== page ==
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Trigger finger

Discussion in 'Diabetes Complications' started by MagicFirefly, May 16, 2018.

  1. MagicFirefly

    MagicFirefly Type 1 · Well-Known Member

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    Pretty sure I have trigger finger on my right hand. It's a bit uncomfortable and is always worse in the mornings, sometimes I have to straighten my finger and it clicks back in. :depressed: It's getting harder to write notes which I need to do for my uni work :arghh:
    I know that trigger finger is more common for people with diabetes. Anyone got as rough idea how long it can last, assuming it will self resolve (all hopes!) I can't be doing with waiting for more cortisone injections, or worse surgery.
     
  2. kevinfitzgerald

    kevinfitzgerald Type 1 · Well-Known Member

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    Hello there. Yes I had trigger finger about five / six years ago. Second to last finger on my left hand. It got to the point where like you I had to physically straighten the finger as it locked. Also like you Firefly it was always worse first thing in the morning.

    Its actually called Dupuytrens Contracture. Bill Nigh Actor has it in his right hand really bad. It is progressive.

    It got worse for me over time and I ended up having to have a cortisone injection. Almost within a day of having the jab the finger was fully mobile again. Though the injection was painful.

    As far as I know it doesn't get better better of its own accord. I have the ropey cords under the skin beneath the fingers on the palm side of both hands so am just waiting for it to start up again at some point though so far so good.

    It's nothing major to worry about but unless you seek a cortisone jab it will normally just progress.
     
  3. Fruitella

    Fruitella Type 2 · Well-Known Member

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    Hi. I have the same on left thumb. I am left handed and it may have started after sawing tree branches! 4 months on I think I have left it to late for a jab to fix it. I am seeing hosp dr in a few weeks for assessment for the minor op. It actually clicks less now that I think means it is worse if that makes sense.
     
  4. Robbity

    Robbity Type 2 · Expert

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    I'm left handed too and (before i was diabetic) I had a trigger thumb, my GP could feel a little nodule(???) at the base which he pricked with a needle - not an injection!! - but it fixed it.. More recently and since I've been diabetic I had a trigger finger on my right hand which my same GP was initially dismissive of, as it wasn't too bad! :mad: That became progressively worse over several months to the point where it was curled right up, quite painful and impossible to straighten. That did need a corticosteroid injection which cured it almost immediately. Be aware that such injecions will usually have an effect on glucose levels - mine shot up almost immediately and was higher for several days. If you search the forum you'll find other threads about this rise happening.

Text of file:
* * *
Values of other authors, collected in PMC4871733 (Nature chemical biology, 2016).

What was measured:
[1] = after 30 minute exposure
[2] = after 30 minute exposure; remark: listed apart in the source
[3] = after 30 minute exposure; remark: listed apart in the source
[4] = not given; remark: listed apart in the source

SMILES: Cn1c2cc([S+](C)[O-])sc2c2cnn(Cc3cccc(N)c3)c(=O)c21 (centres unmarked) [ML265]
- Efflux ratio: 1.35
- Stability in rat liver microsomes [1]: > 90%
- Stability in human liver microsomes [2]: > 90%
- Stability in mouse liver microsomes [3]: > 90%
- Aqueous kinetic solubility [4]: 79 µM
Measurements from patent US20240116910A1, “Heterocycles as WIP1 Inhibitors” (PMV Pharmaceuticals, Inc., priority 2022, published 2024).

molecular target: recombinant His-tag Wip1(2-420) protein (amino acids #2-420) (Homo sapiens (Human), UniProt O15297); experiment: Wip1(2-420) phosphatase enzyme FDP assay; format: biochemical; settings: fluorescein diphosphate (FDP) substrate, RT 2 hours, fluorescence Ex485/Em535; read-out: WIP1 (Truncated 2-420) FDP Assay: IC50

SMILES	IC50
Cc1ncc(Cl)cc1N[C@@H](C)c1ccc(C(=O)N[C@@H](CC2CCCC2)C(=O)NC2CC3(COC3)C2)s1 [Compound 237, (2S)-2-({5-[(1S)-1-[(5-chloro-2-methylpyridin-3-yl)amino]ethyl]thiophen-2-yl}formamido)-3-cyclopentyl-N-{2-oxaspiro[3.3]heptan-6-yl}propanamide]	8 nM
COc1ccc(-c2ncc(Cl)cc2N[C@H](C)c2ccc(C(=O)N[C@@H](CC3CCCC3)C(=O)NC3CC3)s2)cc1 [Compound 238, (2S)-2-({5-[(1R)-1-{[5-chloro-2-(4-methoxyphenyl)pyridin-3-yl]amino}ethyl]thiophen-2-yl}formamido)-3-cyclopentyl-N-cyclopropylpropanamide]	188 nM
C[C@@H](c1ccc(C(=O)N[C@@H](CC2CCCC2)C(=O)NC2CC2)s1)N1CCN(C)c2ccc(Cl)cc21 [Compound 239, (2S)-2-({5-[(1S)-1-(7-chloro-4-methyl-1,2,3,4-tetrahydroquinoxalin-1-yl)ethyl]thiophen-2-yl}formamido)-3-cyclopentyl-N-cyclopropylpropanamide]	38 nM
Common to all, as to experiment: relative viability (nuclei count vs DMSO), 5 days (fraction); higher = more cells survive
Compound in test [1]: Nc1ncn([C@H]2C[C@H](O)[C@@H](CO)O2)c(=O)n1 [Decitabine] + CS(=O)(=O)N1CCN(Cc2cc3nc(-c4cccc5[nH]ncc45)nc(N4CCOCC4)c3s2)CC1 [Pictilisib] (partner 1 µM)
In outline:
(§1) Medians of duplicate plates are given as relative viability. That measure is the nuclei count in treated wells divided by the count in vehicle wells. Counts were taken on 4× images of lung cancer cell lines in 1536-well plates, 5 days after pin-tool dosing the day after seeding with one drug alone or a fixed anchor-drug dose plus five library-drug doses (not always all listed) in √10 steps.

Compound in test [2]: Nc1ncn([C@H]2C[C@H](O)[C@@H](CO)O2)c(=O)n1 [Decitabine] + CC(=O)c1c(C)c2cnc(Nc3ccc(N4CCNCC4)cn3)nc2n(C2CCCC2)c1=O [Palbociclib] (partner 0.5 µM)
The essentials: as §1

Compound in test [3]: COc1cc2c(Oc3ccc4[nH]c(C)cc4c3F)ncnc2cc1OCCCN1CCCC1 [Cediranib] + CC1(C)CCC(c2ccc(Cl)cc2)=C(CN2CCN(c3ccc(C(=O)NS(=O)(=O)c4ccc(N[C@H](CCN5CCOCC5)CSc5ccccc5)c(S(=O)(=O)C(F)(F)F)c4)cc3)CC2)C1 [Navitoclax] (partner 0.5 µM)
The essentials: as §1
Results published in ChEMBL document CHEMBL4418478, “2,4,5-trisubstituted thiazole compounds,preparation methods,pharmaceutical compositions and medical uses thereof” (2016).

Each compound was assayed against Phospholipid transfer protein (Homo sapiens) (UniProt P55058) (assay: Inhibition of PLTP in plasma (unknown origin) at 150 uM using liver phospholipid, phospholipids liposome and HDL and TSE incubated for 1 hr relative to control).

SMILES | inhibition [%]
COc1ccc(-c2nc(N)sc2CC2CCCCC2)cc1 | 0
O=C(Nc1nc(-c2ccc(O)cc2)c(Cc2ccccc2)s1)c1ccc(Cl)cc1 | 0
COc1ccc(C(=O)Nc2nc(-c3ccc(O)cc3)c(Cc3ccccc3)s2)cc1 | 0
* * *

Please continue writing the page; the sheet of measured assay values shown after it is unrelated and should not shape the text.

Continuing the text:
Robbity

    PS I originally wondered whether it may have been an inherited issue as my father used to have a "clicky" thumb in his old age, but this as far as I can remember never actually stayed locked, and I don't know if he ever had anything done about it but I may be wrong as he lived several hundred miles away so we didn't see him too often...
     
  5. MagicFirefly

    MagicFirefly Type 1 · Well-Known Member

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    Trigger finger is also known as stenosing tenosynovitis. It occurs if there's a problem with the tendon or sheath, such as inflammation and swelling. Dupuytren's contracture happens when the tissue under the skin near your fingers becomes thicker and less flexible. Visibly similar but different things.
     
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  6. donnac1968

    donnac1968 Type 1 · Well-Known Member

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    Dupuytrens is a different thing to trigger finger. I’ve had 2 fingers released by surgery while they did my carpal tunnel on that hand at the same time!
     
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  7. kevinfitzgerald

    kevinfitzgerald Type 1 · Well-Known Member

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    Thank you. All this time I had that wrong :cat:
     
  8. MagicFirefly